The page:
Dr. Matthew Memoli oppose vaccine mandate fauci
© Associated PressDr. Matthew Memoli
It turns out that the National Institutes of Health (NIH) was not as unified on the notion of pushing vaccine mandates as it initially seemed.

Come December 1, the NIH's main bioethics department will host a live-streamed roundtable session over the ethics and practicality of vaccine mandates. Leading the charge will be Dr. Matthew Memoli, who runs a clinical studies unit within Dr. Fauci's National Institute of Allergy and Infectious Diseases (NIAID), according to the Wall Street Journal (WSJ).

Memoli, who has served at the NIH for 16 years and recently received an NIH director's award, both opposes vaccine mandates and has declined the coronavirus vaccine, arguing that they should be reserved for vulnerable, elderly, and obese Americans.

"I think the way we are using the vaccines is wrong," he said to Dr. Fauci in an email on July 30.

Regarding the existing vaccines, Memoli reportedly argued that "blanket vaccination of people at low risk of severe illness could hamper the development of more-robust immunity gained across a population from infection," per the WSJ.

Comment: The good doctor is concerned about 'Antibody Dependent Enhancement' (ADE):

The virtual roundtable will be just one of four ethics debates at the NIH this year and will be "accessible to all of the NIH's nearly 20,000 staff, as well as patients and the public." David Wendler, the senior NIH bioethicist planning the session, said that vaccine mandates have become a "hot topic at the NIH.

"There's a lot of debate within the NIH about whether [a vaccine mandate] is appropriate," Wendler told the WSJ. "It's an important, hot topic."

Exactly how many scientists within the NIH support Memoli's position remains unknown, but current data shows that roughly 88 percent of the NIH's federal employees "were fully vaccinated at the end of October." Detractors of Memoli assert that pushing natural immunity over vaccines would be a "terrible idea."

"That's a terrible idea if we have a vaccine that prevents serious disease," said Timothy Schacker, vice dean for research and an infectious-disease physician at the University of Minnesota Medical School.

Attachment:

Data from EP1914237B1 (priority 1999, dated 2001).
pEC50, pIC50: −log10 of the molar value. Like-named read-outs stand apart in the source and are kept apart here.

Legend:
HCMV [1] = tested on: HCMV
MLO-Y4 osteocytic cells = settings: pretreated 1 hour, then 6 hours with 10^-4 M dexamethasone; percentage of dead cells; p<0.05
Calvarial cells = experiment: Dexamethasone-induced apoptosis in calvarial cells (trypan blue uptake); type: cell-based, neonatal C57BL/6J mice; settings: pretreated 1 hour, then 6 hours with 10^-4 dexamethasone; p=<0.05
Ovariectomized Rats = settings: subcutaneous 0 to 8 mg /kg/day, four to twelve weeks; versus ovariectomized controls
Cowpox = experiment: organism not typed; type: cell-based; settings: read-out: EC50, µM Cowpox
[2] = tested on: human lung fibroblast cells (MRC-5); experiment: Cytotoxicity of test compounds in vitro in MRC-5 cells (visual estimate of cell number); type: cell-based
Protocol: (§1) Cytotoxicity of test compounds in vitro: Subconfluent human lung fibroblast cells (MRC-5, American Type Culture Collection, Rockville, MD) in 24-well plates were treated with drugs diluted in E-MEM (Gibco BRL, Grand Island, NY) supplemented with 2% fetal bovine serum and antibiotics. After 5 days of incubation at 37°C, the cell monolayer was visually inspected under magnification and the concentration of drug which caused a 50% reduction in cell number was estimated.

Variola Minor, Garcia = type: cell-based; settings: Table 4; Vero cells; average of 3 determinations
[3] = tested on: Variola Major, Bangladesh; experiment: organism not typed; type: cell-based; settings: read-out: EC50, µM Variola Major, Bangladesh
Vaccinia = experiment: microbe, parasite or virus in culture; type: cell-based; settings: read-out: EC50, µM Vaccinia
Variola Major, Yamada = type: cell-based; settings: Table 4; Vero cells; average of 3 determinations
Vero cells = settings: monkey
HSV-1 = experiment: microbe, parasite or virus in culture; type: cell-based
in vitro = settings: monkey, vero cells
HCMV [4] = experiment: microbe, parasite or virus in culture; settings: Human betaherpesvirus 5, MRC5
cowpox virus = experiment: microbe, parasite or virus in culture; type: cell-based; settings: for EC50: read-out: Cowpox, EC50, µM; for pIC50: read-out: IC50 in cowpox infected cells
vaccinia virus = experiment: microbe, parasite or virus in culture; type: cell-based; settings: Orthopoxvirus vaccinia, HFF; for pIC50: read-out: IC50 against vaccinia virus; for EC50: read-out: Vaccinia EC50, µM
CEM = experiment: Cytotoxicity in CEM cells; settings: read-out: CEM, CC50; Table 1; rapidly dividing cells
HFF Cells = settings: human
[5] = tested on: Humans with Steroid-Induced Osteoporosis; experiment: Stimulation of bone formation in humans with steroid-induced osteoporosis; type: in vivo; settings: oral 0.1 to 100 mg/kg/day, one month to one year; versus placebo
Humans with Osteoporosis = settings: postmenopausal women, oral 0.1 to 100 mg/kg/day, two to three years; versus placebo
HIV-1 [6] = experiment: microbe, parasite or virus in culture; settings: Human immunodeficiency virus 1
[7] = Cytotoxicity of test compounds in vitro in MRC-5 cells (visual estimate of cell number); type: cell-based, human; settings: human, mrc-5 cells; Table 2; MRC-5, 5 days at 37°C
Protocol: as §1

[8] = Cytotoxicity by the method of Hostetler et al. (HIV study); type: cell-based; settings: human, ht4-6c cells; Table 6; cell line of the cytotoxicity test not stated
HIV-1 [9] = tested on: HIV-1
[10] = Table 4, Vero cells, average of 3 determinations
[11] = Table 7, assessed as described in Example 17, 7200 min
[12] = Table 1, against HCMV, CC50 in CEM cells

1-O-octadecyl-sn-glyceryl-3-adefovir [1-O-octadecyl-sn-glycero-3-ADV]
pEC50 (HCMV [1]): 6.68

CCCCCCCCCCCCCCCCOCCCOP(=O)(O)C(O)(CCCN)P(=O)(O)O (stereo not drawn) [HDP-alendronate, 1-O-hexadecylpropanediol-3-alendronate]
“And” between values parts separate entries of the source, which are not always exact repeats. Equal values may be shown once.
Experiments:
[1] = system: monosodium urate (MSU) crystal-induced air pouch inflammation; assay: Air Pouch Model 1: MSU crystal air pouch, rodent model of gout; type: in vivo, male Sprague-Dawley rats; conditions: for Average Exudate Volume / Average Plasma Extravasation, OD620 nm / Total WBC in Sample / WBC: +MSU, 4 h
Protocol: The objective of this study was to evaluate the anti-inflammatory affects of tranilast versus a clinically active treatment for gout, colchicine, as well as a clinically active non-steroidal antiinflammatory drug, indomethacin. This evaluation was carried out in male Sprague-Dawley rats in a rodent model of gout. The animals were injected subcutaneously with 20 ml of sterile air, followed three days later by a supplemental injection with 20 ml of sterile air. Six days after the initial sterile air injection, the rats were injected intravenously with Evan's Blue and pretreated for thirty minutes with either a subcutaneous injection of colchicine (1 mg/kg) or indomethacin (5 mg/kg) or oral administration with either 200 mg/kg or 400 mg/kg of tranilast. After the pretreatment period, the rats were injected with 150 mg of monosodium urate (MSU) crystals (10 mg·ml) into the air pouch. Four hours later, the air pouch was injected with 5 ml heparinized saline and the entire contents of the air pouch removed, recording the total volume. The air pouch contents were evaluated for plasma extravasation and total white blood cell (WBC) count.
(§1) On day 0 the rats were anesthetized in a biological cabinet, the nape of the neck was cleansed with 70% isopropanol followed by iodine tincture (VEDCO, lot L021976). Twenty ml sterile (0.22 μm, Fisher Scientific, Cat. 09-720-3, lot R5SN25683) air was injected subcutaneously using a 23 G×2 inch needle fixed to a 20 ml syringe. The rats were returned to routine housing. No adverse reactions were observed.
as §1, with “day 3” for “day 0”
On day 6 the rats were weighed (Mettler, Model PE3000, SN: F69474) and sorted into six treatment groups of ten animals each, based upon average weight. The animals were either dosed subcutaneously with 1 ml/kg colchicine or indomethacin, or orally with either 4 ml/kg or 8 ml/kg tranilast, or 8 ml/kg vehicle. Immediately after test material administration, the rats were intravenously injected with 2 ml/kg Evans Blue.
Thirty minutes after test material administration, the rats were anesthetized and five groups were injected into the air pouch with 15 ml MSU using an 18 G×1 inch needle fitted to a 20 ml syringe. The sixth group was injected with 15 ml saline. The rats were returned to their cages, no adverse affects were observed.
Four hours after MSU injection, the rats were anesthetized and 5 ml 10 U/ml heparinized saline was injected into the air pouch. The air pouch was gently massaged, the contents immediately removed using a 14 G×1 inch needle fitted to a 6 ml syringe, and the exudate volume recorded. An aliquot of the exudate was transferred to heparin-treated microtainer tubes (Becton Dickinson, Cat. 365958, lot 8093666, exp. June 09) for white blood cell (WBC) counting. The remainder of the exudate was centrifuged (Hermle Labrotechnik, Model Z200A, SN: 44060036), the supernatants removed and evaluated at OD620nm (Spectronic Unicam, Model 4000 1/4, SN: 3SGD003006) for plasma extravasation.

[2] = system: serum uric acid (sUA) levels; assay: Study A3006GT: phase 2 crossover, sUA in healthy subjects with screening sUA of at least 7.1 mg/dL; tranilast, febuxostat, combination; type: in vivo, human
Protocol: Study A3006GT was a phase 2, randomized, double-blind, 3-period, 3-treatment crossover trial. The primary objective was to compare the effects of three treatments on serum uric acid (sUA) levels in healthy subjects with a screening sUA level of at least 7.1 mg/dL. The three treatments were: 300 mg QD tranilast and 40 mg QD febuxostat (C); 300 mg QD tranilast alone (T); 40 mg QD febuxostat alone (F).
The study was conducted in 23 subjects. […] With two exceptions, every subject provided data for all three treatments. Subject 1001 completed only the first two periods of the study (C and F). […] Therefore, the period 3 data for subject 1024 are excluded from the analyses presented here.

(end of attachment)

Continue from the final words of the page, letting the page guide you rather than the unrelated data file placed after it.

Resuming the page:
This past September, President Biden announced that the Department of Labor's Occupational Safety and Health Administration (OSHA) will mandate that private companies with 100 or more employees implement vaccine mandates or require weekly negative tests. The president waited nearly two months before releasing the details of his plan, which would not have even taken effect until January of 2022. A company in violation of the mandate could be fined $136,532.

The president's plan encountered a roadblock on Saturday when the U.S. Court of Appeals for the Fifth Circuit Court issued a temporary stay blocking the mandate while considering a permanent injunction.

The ruling from a three-judge panel on Saturday resulted from a stay sought by the states of Texas, Utah, Mississippi, and South Carolina, as well as several businesses that oppose the Biden plan. The states and businesses filed a petition of review of the agency action, which goes directly to a federal appeals court instead of a one-judge federal district trial court.

"Because the petitions give cause to believe there are grave statutory and constitutional issues with the Mandate, the Mandate is hereby stayed pending further action by this court," the judges wrote.

To date, nearly 412 million doses of the FDA approved covid vaccines have been administered in the United States, and over 189 million people in the U.S. have been fully vaccinated. According to the Centers for Disease Control and Prevention, the mRNA covid vaccines made by Pfizer and Moderna reduce the risk of severe illness in people who are fully vaccinated by 90 percent or more.